Hope and Promise

Barry Siegel: Spinal Cord Injury Fundraising

Barry Siegel says he's living "life number two." Life number one started in Dorchester and Newton. While at Tufts Dental School, 42 years ago he met his wife Jane on a blind date. Their daughter is an oncologist at Columbia Presbyterian in New York City. "I worked hard as a dentist for 30 years. I became an avid bike rider to stay in good shape."

Early one morning, while biking, Barry was hit by a motorist. Life number two began as a quadriplegic, and Barry became a passionate advocate for stem cell research. "After I got hurt, I was very interested in what I could do to help patients with spinal injuries."

Other funders tend to give small gifts to support many different researchers without much coordination. Barry wanted to have a greater impact by finding the best people in the field and catalyzing their research. His inquiries led him to Dr. George Q. Daley at Boston Children’s Hospital. Through fundraising efforts with family and friends, Barry launched a new collaboration for stem cell research between Children’s Hospital and Hadassah Hospital in Israel. This partnership allowed for more intensive stem cell research efforts aimed at spinal cord injuries and other neurological disorders.

Yes, it’s personal, but it’s not just about spinal cord injuries. “I think it’s very important that everybody in America know that stem cell research is not only the cure for a spinal cord injury, but also for diseases including MS, ALS and Parkinson’s. Stem cell research can help with children’s leukemia, sickle cell anemia and heart problems, and I don’t know how many others! But it’s a topic that is so important to the medical community and to the public at large. Our government is losing the economic battle with other countries because they aren’t spending enough money on stem cell research.”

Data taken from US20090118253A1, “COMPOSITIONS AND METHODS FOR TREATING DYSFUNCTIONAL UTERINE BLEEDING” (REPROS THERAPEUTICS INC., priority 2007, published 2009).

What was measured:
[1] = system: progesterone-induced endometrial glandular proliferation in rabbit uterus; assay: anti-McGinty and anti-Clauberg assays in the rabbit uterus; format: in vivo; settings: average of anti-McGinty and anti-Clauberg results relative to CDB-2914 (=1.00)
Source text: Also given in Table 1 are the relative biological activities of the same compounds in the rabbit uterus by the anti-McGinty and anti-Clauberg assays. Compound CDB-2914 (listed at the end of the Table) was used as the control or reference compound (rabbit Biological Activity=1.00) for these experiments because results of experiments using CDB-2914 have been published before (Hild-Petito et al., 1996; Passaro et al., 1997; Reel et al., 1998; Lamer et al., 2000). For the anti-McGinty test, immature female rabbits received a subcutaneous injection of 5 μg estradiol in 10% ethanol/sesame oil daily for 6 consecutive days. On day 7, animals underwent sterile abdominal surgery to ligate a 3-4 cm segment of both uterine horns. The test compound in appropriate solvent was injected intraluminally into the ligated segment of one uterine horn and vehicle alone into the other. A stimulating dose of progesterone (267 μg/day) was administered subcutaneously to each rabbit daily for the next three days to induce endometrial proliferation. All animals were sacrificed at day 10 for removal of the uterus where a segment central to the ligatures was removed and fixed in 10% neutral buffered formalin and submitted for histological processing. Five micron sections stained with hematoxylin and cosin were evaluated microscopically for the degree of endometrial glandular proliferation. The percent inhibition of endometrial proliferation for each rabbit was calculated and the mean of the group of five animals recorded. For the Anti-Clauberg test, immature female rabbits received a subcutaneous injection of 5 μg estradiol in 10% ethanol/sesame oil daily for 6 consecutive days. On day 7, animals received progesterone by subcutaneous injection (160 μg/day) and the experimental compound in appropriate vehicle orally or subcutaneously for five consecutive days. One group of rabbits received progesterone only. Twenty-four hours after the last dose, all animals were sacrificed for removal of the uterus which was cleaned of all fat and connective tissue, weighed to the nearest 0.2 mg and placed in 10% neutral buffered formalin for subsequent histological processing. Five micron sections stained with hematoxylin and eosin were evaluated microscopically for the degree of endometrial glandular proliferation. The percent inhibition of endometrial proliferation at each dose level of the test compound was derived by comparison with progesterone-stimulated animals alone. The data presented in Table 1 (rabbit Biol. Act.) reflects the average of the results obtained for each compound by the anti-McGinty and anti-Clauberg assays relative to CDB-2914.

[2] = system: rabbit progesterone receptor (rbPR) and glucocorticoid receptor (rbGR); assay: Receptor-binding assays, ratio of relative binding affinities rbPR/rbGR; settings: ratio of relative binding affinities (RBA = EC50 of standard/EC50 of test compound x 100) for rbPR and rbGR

Barry was particularly impressed by the detailed strategic plan developed by Dr. Daley and Dr. Leonard Zon with volunteers from a task force of scientific and business leaders advising the Stem Cell Research Program at Boston Children’s Hospital. “It had practical goals and a specific timetable when they hope to be able to implant stem cells into patients. That really invigorated me and now I always talk up the Program and ask people to help me raise money.

“Everybody in the world has life-changing events. You deal with it the best you can,” Barry explains. “My goal is to help [Drs. Daley and Zon at] Children’s Hospital implant the kinds of stem cells patients like me need in order to regain function. I understand that I may never walk again, but if it’s one step closer to a cure and one step closer to helping other patients, it’ll be worth it. It has to start somewhere and hopefully, my fundraising efforts will be part of a bigger picture.”



  • What about Federal Funding?

    When President Obama expanded federal funding for stem cell research in 2009, he made it possible for our scientists to compete for government funds. We welcome this change and will pursue federal funding as it becomes available. However, federal support won’t cover the cost of sustained research and the subsequent clinical trials. It just won’t go far enough to fund our goal of finding therapies for these diseases.